I’m pretty sexual to begin with. Getting in the mood has never been a problem.
Are any of your characters based on real people?
Some sexual details are certainly based on real guys I’ve been with, so in that sense they’re based on real people. And some of the situations are at least inspired by real life. Like “Head of the Class,” which was based to a degree on a real experience I had years ago of helping a somewhat inexperienced guy learn how to give head by letting him practice on me. But it didn’t happen in a racquetball court, as it’s depicted in the story. And in real life, there was no romantic ending.
Do you consider yourself a romantic at heart?
Not really. I mean, romance is a wonderful thing, but there has to be something left if and when it fades. In my case, there’s something, for sure — the magic of which I recognize and still appreciate. So I’m a romantic to that degree.
Why do you think some people prefer reading erotica to watching it?
It may be because it allows one’s imagination to co-create the fantasy. Reading is ultimately less passive than watching. I think there’s something to that.
What makes a good sex scene?
Good writing. The bad stories I referred to earlier left me limp because the writing was awful. And they were describing hot stuff. Skillful writing can make the description of a simple kiss the hottest thing you’ve ever read. Bad writing can make an orgy boring.
Has your husband read any of your stories?
He’s read a few. He thought they were good, but he didn’t jack off to them or anything. He had sex with the author instead.
Erotica has done particularly well in the digital book market. Why do you think that is?
Because you don’t end up with the books lying around. You don’t have to worry about Grandma seeing them when she comes over.
Do you have any thoughts on why female readers, both gay and straight, enjoy man-on-man erotica?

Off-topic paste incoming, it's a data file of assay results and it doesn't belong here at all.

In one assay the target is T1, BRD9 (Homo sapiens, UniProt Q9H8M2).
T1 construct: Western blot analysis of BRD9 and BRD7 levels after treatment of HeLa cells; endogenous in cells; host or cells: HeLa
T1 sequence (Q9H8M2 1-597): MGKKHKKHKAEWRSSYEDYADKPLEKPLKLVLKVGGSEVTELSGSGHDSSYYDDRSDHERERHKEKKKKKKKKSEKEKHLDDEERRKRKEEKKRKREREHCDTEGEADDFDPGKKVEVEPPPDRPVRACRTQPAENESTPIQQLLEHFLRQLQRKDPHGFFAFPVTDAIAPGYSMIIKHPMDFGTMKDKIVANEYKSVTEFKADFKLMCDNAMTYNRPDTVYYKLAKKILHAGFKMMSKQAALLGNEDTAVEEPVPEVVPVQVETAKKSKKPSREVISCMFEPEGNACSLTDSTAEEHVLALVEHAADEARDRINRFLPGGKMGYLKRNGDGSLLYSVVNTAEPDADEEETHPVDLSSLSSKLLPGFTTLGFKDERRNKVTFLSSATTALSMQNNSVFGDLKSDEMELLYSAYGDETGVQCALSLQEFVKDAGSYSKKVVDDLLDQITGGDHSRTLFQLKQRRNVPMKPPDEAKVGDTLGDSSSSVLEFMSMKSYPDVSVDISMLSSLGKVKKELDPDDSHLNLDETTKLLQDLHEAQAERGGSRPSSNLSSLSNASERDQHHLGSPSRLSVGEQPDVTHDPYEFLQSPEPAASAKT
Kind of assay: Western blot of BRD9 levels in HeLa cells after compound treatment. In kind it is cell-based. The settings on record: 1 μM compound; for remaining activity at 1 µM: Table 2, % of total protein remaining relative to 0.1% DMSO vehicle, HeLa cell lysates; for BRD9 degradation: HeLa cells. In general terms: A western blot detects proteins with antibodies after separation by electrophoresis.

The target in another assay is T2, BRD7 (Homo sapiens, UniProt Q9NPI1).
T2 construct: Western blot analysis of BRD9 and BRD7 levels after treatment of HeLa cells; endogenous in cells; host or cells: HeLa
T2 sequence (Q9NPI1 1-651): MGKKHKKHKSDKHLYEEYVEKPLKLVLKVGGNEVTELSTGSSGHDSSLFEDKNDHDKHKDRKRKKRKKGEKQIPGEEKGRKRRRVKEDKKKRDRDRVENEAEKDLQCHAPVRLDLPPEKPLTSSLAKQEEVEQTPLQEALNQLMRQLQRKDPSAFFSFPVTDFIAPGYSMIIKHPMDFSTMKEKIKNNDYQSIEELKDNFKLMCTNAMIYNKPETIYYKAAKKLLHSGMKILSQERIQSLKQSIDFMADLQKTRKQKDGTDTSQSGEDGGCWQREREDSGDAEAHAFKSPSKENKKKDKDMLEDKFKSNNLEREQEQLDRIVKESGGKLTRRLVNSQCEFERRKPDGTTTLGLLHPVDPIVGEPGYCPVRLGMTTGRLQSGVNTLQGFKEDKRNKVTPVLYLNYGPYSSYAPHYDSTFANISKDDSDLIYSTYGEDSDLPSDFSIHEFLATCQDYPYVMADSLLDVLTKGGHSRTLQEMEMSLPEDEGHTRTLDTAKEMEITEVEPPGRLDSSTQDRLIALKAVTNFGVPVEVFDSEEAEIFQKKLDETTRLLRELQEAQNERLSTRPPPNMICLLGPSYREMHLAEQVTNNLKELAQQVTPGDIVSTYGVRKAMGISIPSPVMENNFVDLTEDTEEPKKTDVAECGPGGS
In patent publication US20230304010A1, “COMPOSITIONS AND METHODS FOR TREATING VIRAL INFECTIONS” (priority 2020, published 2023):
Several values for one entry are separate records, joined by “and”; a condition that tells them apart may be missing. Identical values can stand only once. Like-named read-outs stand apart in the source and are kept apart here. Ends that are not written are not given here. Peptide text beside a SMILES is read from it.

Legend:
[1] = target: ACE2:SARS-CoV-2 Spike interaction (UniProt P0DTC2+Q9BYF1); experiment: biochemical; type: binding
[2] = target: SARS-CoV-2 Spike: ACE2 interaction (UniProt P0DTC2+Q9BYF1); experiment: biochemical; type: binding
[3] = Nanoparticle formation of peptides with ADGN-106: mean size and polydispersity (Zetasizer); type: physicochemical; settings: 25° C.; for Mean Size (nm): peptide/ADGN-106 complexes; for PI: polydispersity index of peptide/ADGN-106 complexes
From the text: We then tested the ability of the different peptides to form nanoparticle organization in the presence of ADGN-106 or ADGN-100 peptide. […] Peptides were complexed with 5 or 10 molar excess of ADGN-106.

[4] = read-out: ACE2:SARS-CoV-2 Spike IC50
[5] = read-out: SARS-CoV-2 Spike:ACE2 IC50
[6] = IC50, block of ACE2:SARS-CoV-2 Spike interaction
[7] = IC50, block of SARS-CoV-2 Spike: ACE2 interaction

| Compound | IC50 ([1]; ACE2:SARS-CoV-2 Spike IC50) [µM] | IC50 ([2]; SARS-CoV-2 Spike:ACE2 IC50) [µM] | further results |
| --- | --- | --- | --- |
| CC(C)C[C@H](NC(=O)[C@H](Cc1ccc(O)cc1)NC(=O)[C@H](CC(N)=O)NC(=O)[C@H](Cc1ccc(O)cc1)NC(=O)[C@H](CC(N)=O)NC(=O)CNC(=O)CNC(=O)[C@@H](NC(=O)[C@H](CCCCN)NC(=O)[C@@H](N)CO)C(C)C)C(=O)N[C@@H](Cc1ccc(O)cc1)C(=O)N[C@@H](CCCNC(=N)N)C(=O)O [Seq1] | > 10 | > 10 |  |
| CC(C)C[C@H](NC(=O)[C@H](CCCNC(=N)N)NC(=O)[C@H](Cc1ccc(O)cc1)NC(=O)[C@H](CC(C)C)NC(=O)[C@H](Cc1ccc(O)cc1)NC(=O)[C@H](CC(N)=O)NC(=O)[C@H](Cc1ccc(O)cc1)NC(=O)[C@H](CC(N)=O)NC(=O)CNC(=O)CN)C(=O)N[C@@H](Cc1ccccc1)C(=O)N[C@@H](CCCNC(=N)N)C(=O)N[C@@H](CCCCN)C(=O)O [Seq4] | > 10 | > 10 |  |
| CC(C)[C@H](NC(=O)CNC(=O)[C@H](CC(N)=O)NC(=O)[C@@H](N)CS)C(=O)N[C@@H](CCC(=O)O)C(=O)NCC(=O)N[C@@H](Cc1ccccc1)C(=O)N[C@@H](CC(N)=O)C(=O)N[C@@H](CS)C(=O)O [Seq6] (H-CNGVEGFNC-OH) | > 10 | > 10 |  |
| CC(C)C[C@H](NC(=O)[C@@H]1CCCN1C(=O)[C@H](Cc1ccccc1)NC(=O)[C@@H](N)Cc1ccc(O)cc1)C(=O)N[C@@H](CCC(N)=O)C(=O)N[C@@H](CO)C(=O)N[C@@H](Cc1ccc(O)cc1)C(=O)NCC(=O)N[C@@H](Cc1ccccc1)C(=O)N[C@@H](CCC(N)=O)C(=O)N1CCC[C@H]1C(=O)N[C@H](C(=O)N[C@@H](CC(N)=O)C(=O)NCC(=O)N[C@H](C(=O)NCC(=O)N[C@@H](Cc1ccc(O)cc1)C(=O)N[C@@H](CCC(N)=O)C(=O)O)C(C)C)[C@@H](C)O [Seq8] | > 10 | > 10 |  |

It’s a mystery to me, though I’m aware of the phenomenon. I’ve even gotten a number of fan letters from women. I mean, I personally have no interest in reading female erotica, which demonstrates to me how different women’s sexuality is from men’s. Perhaps women are more evolved in that area.
What’s the best writing tip you’ve ever been given?
That writing is about love. About conveying something mind-to-mind — or, in this case, maybe crotch-to-crotch — with your reader. Keeping that in mind makes your writing better. Whether you’re describing philosophical concepts or a dick entering an ass doesn’t matter.
Do you have any advice for writers who want to tackle this genre?
Know grammar and syntax. Use adjectives skillfully and less than you want to. Concentrate on a few carefully observed sexual details rather than overexplaining — that engages the reader more. And keep the aforementioned love thing in mind.
What else have you written?
I write poetry, essays, and other, nonerotic, fiction. All of it’s published under a different last name, so there’s no use Googling me. I’m a book editor in real life, so I spend a lot of time cowriting and helping others say what they mean.
What writers do you admire?
In terms of gay erotic stuff, there are a few that I think are really, really good — who stand out strikingly from the bad writing that got me started on this incredible journey: Rob Rosen is really terrific. I also like the work of the late Bob Vickery. And R.J. March. I recommend all those guys.
And lastly, why do so many of your protagonists share your first name?
[Laughs] I swear, I wasn’t conscious of that till you mentioned it! My therapist might say that I’m trying to inject myself into the hot sex of the stories. And maybe he’d be right.